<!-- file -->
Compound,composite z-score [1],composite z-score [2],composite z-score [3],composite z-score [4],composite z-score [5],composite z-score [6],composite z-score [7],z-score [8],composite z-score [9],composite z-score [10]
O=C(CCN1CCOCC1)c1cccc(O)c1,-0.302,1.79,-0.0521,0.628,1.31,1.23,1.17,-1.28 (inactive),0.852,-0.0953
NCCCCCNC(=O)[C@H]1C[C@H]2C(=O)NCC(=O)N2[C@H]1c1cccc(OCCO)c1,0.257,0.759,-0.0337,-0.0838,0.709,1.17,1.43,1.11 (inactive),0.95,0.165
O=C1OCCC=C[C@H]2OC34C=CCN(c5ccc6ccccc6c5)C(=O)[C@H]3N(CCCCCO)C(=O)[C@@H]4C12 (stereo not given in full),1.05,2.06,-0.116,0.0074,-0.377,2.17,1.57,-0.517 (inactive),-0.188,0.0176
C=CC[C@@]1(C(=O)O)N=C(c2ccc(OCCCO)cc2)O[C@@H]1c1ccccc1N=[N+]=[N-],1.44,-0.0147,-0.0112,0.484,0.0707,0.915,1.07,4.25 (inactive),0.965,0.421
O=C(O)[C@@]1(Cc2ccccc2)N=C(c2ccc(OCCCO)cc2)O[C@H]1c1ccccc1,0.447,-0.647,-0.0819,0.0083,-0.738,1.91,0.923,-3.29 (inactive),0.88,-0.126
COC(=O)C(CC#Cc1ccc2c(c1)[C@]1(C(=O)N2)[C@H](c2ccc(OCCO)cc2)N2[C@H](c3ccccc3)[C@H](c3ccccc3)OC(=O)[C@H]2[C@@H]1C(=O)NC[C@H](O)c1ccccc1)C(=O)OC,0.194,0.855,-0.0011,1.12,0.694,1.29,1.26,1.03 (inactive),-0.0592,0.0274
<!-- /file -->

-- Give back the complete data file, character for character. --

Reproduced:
Compound,composite z-score [1],composite z-score [2],composite z-score [3],composite z-score [4],composite z-score [5],composite z-score [6],composite z-score [7],z-score [8],composite z-score [9],composite z-score [10]
O=C(CCN1CCOCC1)c1cccc(O)c1,-0.302,1.79,-0.0521,0.628,1.31,1.23,1.17,-1.28 (inactive),0.852,-0.0953
NCCCCCNC(=O)[C@H]1C[C@H]2C(=O)NCC(=O)N2[C@H]1c1cccc(OCCO)c1,0.257,0.759,-0.0337,-0.0838,0.709,1.17,1.43,1.11 (inactive),0.95,0.165
O=C1OCCC=C[C@H]2OC34C=CCN(c5ccc6ccccc6c5)C(=O)[C@H]3N(CCCCCO)C(=O)[C@@H]4C12 (stereo not given in full),1.05,2.06,-0.116,0.0074,-0.377,2.17,1.57,-0.517 (inactive),-0.188,0.0176
C=CC[C@@]1(C(=O)O)N=C(c2ccc(OCCCO)cc2)O[C@@H]1c1ccccc1N=[N+]=[N-],1.44,-0.0147,-0.0112,0.484,0.0707,0.915,1.07,4.25 (inactive),0.965,0.421
O=C(O)[C@@]1(Cc2ccccc2)N=C(c2ccc(OCCCO)cc2)O[C@H]1c1ccccc1,0.447,-0.647,-0.0819,0.0083,-0.738,1.91,0.923,-3.29 (inactive),0.88,-0.126
COC(=O)C(CC#Cc1ccc2c(c1)[C@]1(C(=O)N2)[C@H](c2ccc(OCCO)cc2)N2[C@H](c3ccccc3)[C@H](c3ccccc3)OC(=O)[C@H]2[C@@H]1C(=O)NC[C@H](O)c1ccccc1)C(=O)OC,0.194,0.855,-0.0011,1.12,0.694,1.29,1.26,1.03 (inactive),-0.0592,0.0274